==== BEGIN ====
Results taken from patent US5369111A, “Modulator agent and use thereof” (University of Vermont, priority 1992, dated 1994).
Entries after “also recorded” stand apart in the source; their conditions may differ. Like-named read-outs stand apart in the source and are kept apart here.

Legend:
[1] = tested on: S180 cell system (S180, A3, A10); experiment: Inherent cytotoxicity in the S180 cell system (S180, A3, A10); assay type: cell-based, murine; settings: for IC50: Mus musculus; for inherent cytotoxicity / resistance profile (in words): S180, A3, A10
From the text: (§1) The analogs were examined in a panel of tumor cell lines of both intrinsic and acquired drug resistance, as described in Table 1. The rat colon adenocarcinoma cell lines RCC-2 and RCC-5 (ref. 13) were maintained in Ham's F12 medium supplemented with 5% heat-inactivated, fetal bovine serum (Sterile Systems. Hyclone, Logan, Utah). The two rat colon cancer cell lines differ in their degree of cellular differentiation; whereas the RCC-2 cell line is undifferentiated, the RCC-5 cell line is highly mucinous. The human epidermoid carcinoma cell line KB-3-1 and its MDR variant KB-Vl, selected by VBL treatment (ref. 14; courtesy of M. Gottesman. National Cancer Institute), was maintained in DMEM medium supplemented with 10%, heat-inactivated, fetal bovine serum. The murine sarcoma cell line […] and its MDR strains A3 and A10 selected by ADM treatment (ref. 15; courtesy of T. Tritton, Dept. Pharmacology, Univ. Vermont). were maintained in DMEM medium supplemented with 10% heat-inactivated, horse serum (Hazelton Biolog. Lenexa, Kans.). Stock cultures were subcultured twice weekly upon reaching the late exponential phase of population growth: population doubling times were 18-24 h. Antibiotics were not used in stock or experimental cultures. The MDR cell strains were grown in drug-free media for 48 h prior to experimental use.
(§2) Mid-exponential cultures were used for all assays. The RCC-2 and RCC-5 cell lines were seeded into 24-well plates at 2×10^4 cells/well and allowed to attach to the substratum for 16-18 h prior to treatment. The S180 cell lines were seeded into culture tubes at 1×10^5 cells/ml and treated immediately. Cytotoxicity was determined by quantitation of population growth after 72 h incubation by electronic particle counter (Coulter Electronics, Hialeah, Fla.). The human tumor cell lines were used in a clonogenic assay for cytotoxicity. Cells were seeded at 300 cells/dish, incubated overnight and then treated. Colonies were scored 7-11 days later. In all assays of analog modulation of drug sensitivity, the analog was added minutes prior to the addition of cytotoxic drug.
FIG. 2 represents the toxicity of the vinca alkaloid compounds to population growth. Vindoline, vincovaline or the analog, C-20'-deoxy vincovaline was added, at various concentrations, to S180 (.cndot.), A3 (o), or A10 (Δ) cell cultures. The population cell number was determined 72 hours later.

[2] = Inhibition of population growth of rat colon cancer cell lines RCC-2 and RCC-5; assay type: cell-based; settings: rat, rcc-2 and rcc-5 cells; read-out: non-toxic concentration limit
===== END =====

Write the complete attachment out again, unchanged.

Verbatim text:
Results taken from patent US5369111A, “Modulator agent and use thereof” (University of Vermont, priority 1992, dated 1994).
Entries after “also recorded” stand apart in the source; their conditions may differ. Like-named read-outs stand apart in the source and are kept apart here.

Legend:
[1] = tested on: S180 cell system (S180, A3, A10); experiment: Inherent cytotoxicity in the S180 cell system (S180, A3, A10); assay type: cell-based, murine; settings: for IC50: Mus musculus; for inherent cytotoxicity / resistance profile (in words): S180, A3, A10
From the text: (§1) The analogs were examined in a panel of tumor cell lines of both intrinsic and acquired drug resistance, as described in Table 1. The rat colon adenocarcinoma cell lines RCC-2 and RCC-5 (ref. 13) were maintained in Ham's F12 medium supplemented with 5% heat-inactivated, fetal bovine serum (Sterile Systems. Hyclone, Logan, Utah). The two rat colon cancer cell lines differ in their degree of cellular differentiation; whereas the RCC-2 cell line is undifferentiated, the RCC-5 cell line is highly mucinous. The human epidermoid carcinoma cell line KB-3-1 and its MDR variant KB-Vl, selected by VBL treatment (ref. 14; courtesy of M. Gottesman. National Cancer Institute), was maintained in DMEM medium supplemented with 10%, heat-inactivated, fetal bovine serum. The murine sarcoma cell line […] and its MDR strains A3 and A10 selected by ADM treatment (ref. 15; courtesy of T. Tritton, Dept. Pharmacology, Univ. Vermont). were maintained in DMEM medium supplemented with 10% heat-inactivated, horse serum (Hazelton Biolog. Lenexa, Kans.). Stock cultures were subcultured twice weekly upon reaching the late exponential phase of population growth: population doubling times were 18-24 h. Antibiotics were not used in stock or experimental cultures. The MDR cell strains were grown in drug-free media for 48 h prior to experimental use.
(§2) Mid-exponential cultures were used for all assays. The RCC-2 and RCC-5 cell lines were seeded into 24-well plates at 2×10^4 cells/well and allowed to attach to the substratum for 16-18 h prior to treatment. The S180 cell lines were seeded into culture tubes at 1×10^5 cells/ml and treated immediately. Cytotoxicity was determined by quantitation of population growth after 72 h incubation by electronic particle counter (Coulter Electronics, Hialeah, Fla.). The human tumor cell lines were used in a clonogenic assay for cytotoxicity. Cells were seeded at 300 cells/dish, incubated overnight and then treated. Colonies were scored 7-11 days later. In all assays of analog modulation of drug sensitivity, the analog was added minutes prior to the addition of cytotoxic drug.
FIG. 2 represents the toxicity of the vinca alkaloid compounds to population growth. Vindoline, vincovaline or the analog, C-20'-deoxy vincovaline was added, at various concentrations, to S180 (.cndot.), A3 (o), or A10 (Δ) cell cultures. The population cell number was determined 72 hours later.

[2] = Inhibition of population growth of rat colon cancer cell lines RCC-2 and RCC-5; assay type: cell-based; settings: rat, rcc-2 and rcc-5 cells; read-out: non-toxic concentration limit